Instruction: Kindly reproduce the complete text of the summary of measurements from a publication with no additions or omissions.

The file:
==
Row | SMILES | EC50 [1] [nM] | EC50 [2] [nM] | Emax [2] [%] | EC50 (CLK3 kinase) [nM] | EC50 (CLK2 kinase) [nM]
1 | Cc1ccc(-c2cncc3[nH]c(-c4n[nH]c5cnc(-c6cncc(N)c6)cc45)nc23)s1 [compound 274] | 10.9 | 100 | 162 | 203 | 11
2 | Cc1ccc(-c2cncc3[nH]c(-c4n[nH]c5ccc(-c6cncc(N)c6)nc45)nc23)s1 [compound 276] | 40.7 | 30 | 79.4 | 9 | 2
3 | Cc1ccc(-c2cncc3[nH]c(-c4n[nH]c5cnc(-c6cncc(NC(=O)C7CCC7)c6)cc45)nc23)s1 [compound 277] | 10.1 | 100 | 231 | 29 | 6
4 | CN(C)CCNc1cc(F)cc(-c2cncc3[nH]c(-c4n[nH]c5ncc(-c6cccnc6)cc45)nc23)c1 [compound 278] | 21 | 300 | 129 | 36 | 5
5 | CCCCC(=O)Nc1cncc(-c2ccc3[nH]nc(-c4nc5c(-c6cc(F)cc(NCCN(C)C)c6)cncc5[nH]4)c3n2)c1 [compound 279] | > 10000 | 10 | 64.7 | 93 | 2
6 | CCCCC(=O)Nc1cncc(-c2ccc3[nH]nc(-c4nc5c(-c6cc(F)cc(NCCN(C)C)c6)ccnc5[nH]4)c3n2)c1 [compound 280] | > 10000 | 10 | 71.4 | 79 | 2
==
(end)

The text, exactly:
Row | SMILES | EC50 [1] [nM] | EC50 [2] [nM] | Emax [2] [%] | EC50 (CLK3 kinase) [nM] | EC50 (CLK2 kinase) [nM]
1 | Cc1ccc(-c2cncc3[nH]c(-c4n[nH]c5cnc(-c6cncc(N)c6)cc45)nc23)s1 [compound 274] | 10.9 | 100 | 162 | 203 | 11
2 | Cc1ccc(-c2cncc3[nH]c(-c4n[nH]c5ccc(-c6cncc(N)c6)nc45)nc23)s1 [compound 276] | 40.7 | 30 | 79.4 | 9 | 2
3 | Cc1ccc(-c2cncc3[nH]c(-c4n[nH]c5cnc(-c6cncc(NC(=O)C7CCC7)c6)cc45)nc23)s1 [compound 277] | 10.1 | 100 | 231 | 29 | 6
4 | CN(C)CCNc1cc(F)cc(-c2cncc3[nH]c(-c4n[nH]c5ncc(-c6cccnc6)cc45)nc23)c1 [compound 278] | 21 | 300 | 129 | 36 | 5
5 | CCCCC(=O)Nc1cncc(-c2ccc3[nH]nc(-c4nc5c(-c6cc(F)cc(NCCN(C)C)c6)cncc5[nH]4)c3n2)c1 [compound 279] | > 10000 | 10 | 64.7 | 93 | 2
6 | CCCCC(=O)Nc1cncc(-c2ccc3[nH]nc(-c4nc5c(-c6cc(F)cc(NCCN(C)C)c6)ccnc5[nH]4)c3n2)c1 [compound 280] | > 10000 | 10 | 71.4 | 79 | 2